"Unity without verity is no better than conspiracy." - John Trapp

Monday, July 31, 2006

Tongues, American Individualism and Galatians

There's an interesting debate (so far, it's kind of one sided, but that should change before long) among Reformed bloggers. The debate started with a post by Dan Phillips on the Pyromaniacs blog. Adrian Warnack then posted a response on his blog. Dan is now on his third post responding to Adrian, who has left on "holiday" (vacation for us Yanks). Adrian's blog does have an entry from Dr. Sam Storms presenting a counter argument to Dan's first post. But I really don't want to talk about tongues here.

What I've been thinking about recently is the second and third items in my title. Peter Kirk, in a comment to Adrian's post, mentioned a series he was finishing entitled "The Scholarly and Fundamentalist Approaches to the Bible". The series seems to me to be largely an attempt to justify the egalitarian (as opposed to the complementarian) interpretation of the Scriptures. In responding to a comment to his first post in the series, Peter Kirk writes:

"Thank you, Brian. As for Dr Henry or anyone else being a significant theologian, I am with Paul on this: "As for those who were held in high esteem—whatever they were makes no difference to me; God does not show favoritism..." (Galatians 2:6, TNIV). Paul was talking about "James, Cephas and John, those esteemed as pillars" (v.9, TNIV). If Paul would not defer on theological issues even to the recognised leaders of the church in his time, but in fact opposed Peter himself face to face (v.11), then who is anyone like Dr Henry that I should be expected to defer to them just because of their name or reputation?" [emphasis mine]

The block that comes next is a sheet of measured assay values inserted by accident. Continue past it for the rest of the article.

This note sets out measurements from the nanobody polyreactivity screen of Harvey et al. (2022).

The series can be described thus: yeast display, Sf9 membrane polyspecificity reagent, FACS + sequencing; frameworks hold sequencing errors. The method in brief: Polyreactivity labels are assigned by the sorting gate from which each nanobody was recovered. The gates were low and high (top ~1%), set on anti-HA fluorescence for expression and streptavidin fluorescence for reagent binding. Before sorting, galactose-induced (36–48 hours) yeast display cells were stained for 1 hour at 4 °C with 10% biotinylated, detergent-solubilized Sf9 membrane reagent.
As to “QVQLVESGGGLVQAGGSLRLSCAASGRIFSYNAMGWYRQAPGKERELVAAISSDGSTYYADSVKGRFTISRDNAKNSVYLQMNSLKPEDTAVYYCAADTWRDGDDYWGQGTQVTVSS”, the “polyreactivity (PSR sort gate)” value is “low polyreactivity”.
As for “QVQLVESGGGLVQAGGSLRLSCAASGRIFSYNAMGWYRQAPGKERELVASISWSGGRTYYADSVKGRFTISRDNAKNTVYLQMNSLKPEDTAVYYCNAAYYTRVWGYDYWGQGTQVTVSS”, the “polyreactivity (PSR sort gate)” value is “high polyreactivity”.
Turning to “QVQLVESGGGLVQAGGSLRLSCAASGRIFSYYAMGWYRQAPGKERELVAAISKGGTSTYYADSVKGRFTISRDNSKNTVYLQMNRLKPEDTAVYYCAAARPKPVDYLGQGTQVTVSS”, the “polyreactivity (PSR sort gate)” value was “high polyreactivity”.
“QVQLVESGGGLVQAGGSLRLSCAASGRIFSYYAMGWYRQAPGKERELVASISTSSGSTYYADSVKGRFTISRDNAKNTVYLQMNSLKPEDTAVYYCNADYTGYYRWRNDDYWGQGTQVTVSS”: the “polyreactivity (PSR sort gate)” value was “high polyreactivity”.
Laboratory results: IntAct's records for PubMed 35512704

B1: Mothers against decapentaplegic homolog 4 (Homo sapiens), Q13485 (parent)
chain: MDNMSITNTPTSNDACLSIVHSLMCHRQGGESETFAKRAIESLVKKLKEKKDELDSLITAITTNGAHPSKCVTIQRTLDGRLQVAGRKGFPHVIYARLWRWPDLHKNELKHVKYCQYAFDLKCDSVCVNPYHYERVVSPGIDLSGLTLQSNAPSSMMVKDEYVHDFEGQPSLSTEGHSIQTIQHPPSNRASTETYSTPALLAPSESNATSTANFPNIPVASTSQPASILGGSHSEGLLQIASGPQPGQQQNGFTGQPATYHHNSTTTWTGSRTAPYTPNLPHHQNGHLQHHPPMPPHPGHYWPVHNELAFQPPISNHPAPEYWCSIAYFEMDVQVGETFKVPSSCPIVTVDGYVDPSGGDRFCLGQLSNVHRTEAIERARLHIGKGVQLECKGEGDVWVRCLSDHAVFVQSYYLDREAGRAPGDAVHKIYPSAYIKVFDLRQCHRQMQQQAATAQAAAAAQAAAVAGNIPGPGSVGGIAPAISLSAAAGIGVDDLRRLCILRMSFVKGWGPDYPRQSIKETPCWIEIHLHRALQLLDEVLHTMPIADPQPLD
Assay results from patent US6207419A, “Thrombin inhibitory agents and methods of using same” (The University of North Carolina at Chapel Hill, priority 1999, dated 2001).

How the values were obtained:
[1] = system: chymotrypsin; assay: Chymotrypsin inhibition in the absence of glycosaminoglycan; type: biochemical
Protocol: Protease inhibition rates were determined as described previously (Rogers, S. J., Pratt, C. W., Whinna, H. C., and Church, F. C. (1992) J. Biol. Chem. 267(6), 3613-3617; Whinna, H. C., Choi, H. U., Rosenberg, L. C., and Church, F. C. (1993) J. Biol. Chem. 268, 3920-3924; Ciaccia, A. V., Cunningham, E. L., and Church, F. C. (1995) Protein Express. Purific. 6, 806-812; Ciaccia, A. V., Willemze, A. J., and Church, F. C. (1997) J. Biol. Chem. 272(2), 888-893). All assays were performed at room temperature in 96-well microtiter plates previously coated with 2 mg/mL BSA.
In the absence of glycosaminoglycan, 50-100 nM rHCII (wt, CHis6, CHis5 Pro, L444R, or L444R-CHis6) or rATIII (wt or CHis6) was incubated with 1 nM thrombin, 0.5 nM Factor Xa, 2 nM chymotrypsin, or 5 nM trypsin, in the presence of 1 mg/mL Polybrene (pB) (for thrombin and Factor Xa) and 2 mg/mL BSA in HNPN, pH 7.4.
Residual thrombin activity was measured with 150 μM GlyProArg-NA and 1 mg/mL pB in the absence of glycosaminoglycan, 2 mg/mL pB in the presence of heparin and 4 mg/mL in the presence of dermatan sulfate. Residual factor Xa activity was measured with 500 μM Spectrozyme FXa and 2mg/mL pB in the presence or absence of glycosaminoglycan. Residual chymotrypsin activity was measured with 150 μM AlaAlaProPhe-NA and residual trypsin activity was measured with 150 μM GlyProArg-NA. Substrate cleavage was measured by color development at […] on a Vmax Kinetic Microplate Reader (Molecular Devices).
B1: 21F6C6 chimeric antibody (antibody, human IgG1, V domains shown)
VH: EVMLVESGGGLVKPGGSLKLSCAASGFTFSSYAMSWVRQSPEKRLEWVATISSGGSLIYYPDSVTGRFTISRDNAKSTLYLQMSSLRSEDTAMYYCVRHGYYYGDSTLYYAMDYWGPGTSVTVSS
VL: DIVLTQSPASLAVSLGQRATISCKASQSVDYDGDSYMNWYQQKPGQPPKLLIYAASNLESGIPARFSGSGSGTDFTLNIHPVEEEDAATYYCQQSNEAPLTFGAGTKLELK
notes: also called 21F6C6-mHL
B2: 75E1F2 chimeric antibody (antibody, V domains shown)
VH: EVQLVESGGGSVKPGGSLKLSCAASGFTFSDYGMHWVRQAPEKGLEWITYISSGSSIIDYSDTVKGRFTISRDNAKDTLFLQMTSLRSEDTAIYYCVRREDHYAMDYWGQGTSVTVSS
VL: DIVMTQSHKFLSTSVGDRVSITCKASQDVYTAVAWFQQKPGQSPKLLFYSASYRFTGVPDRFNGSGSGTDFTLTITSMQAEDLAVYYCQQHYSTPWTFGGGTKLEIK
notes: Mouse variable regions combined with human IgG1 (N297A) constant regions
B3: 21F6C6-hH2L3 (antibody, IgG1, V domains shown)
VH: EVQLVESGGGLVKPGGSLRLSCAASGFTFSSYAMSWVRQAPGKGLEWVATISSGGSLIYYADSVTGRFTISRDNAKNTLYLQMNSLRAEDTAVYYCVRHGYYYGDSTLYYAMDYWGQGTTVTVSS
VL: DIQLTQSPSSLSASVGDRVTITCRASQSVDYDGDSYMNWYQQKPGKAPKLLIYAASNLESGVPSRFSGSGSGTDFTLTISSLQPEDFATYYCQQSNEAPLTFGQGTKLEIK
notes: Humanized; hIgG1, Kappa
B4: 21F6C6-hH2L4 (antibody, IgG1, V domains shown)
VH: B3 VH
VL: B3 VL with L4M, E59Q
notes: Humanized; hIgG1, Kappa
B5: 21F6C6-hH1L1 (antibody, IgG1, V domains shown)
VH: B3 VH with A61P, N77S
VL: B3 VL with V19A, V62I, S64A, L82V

Apart from this series of posts, I do not know Peter Kirk. But it appears to me he is espousing a one of the more extreme forms of what I will call "American Individualism." This may seem strange given that he resides in the UK, but I think this is individualism is one of the more unfortunate exports out of the U.S. [Please note that I said, "appears." I do not know Peter Kirk, and he may not be saying what I'm about to write against. There is a bit of a language gap here (English to its less formal step-child American English) that makes this more likely. However, whether this is really what he is espousing with this statement, there are many who would espouse my interpretation of his statement. /disclaimer]

What I'm concerned about is the mixture of American individualism with the doctrine of soul competency that ends up saying, "I stand alone in my interpretation of Scriptures and do not need any help in determining what a particular passage mean." The passage in Galatians 2:6 can be cited as defending this position. However, I see two problems with this interpretation.